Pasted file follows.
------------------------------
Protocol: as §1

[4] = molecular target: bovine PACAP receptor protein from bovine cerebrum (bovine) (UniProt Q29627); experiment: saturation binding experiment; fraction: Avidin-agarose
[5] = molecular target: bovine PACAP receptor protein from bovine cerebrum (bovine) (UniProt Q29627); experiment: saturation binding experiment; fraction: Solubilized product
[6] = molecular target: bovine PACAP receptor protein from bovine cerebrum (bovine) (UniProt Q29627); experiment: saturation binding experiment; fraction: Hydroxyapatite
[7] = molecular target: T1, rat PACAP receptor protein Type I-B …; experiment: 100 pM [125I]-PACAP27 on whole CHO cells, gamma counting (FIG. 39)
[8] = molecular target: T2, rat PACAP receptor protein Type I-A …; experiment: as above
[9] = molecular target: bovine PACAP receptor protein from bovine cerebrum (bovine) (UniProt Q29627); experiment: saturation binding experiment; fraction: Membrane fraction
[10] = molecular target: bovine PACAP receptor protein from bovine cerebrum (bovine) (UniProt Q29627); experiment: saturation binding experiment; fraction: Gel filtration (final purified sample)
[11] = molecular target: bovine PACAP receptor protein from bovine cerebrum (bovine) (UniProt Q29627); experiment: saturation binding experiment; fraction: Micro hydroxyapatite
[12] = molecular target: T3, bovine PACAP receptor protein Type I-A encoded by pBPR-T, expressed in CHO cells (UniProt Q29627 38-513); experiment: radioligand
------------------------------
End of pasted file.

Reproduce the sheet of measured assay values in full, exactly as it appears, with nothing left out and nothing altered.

Protocol: as §1

[4] = molecular target: bovine PACAP receptor protein from bovine cerebrum (bovine) (UniProt Q29627); experiment: saturation binding experiment; fraction: Avidin-agarose
[5] = molecular target: bovine PACAP receptor protein from bovine cerebrum (bovine) (UniProt Q29627); experiment: saturation binding experiment; fraction: Solubilized product
[6] = molecular target: bovine PACAP receptor protein from bovine cerebrum (bovine) (UniProt Q29627); experiment: saturation binding experiment; fraction: Hydroxyapatite
[7] = molecular target: T1, rat PACAP receptor protein Type I-B …; experiment: 100 pM [125I]-PACAP27 on whole CHO cells, gamma counting (FIG. 39)
[8] = molecular target: T2, rat PACAP receptor protein Type I-A …; experiment: as above
[9] = molecular target: bovine PACAP receptor protein from bovine cerebrum (bovine) (UniProt Q29627); experiment: saturation binding experiment; fraction: Membrane fraction
[10] = molecular target: bovine PACAP receptor protein from bovine cerebrum (bovine) (UniProt Q29627); experiment: saturation binding experiment; fraction: Gel filtration (final purified sample)
[11] = molecular target: bovine PACAP receptor protein from bovine cerebrum (bovine) (UniProt Q29627); experiment: saturation binding experiment; fraction: Micro hydroxyapatite
[12] = molecular target: T3, bovine PACAP receptor protein Type I-A encoded by pBPR-T, expressed in CHO cells (UniProt Q29627 38-513); experiment: radioligand